‘There is also evidence that part of the plastics lying on the shallow seafloor are washed up back to the shoreline.

‘However, little is known on the natural trapping processes leading to such landwards return.

‘Our findings show seagrass meadows promote plastic debris trapping and aggregation with natural fibres, which are then ejected and escape the coastal ocean.

The findings offer hope of protecting some of the world's most popular tourism spots. Keeping coasts pristine is critical to many economies

The findings offer hope of protecting some of the world’s most popular tourism spots. Keeping coasts pristine is critical to many economies

‘Seagrasses, one of the key ecosystems on Earth in terms of provision of goods and services, also counteract marine plastic pollution.

‘In view of our findings, the regression of seagrass meadows in some marine regions acquires a new dimension each year.’

The study, published in the journal Scientific Reports, follows research showing seagrasses are good for beaches.

They were found to hold sand and sediment in place around the Caribbean Sea and Mexico.

It offers hope of protecting some of the world’s most popular tourism spots. Keeping coasts pristine is critical to many economies.

Prof Sanchez-Vidal said: ‘Seagrass meadows are widespread in shallow coastal waters.

‘They provide important ecosystem services and benefits, such as water quality improvement, CO2 absorption, climate change mitigation, sediment production for seafloor and beach stabilisation, coastal protection, nursery and refuge areas for many species and support in fisheries production.’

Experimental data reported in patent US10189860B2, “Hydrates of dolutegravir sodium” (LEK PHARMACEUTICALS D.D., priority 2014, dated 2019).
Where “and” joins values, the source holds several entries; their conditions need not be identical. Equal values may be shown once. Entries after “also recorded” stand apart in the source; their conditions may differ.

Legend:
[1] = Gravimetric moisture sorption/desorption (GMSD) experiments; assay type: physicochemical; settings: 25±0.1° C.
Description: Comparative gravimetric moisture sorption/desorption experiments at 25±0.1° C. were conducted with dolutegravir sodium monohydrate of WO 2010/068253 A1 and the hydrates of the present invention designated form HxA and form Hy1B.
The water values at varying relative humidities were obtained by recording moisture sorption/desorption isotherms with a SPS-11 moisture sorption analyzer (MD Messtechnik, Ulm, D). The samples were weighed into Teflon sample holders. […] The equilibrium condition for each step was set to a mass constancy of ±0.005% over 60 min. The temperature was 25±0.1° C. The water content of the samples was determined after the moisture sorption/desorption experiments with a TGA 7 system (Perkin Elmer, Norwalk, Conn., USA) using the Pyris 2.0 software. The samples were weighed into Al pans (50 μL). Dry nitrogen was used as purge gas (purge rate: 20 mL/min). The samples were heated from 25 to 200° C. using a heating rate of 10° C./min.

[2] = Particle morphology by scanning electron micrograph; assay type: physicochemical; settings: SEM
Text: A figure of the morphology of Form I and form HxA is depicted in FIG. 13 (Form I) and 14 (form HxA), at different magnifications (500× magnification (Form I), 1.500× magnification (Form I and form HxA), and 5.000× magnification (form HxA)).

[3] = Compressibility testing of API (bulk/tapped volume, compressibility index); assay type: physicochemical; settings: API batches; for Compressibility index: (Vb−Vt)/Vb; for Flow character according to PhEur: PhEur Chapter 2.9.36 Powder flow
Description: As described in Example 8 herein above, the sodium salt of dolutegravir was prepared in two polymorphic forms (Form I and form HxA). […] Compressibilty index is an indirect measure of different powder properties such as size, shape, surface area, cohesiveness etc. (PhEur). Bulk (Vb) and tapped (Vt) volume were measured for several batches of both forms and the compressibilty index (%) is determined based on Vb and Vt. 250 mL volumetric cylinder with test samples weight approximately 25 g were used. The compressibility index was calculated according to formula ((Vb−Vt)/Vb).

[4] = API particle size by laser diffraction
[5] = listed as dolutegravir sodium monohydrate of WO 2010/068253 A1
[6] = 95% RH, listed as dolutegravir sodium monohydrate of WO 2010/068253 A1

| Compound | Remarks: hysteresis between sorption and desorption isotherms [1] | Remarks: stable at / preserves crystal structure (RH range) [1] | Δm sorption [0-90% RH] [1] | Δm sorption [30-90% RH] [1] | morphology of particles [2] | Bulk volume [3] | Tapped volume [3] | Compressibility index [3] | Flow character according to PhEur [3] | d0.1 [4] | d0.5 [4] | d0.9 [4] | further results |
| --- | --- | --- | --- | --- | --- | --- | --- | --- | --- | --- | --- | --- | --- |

Seagrass areas in the Mediterranean Sea have decreased by 13 to 50 per cent since 1960.

Prof Sanchez-Vidal added: ‘What is clear is the deterioration of seagrass meadows may compromise the services they provide, so it is crucial to undertake specific actions to mitigate threats causing regression and ensure conservation.’

WHAT ARE THE LATEST PREDICTIONS FOR THE FUTURE IMPACT OF OCEAN WASTE?

The amount of plastic in the oceans is expected to triple in just ten years, a report issued by the UK government in March 2018 warned.

This key environmental problem risks being ‘out of sight, out of mind’ with more known about the surface of Mars and the Moon than the deep sea bed, it added.

The toll of plastic pollution in the sea could be 150million tonnes by 2025 – treble the 50million tonnes estimated in 2015. 

Our oceans store carbon dioxide and heat while producing oxygen and food, the Foresight Future of the Sea Report stressed. 

On the growing blight of plastic pollution, the document warned this will leave a physical presence, accumulating on coasts or in particular areas of ocean.

The report also warned plastic litter on coasts can increase the risk of dangerous bacteria in the water, such as E.coli. 

It said efforts to reduce plastic pollution should focus on stopping it entering the sea, developing new biodegradable materials and public awareness campaigns.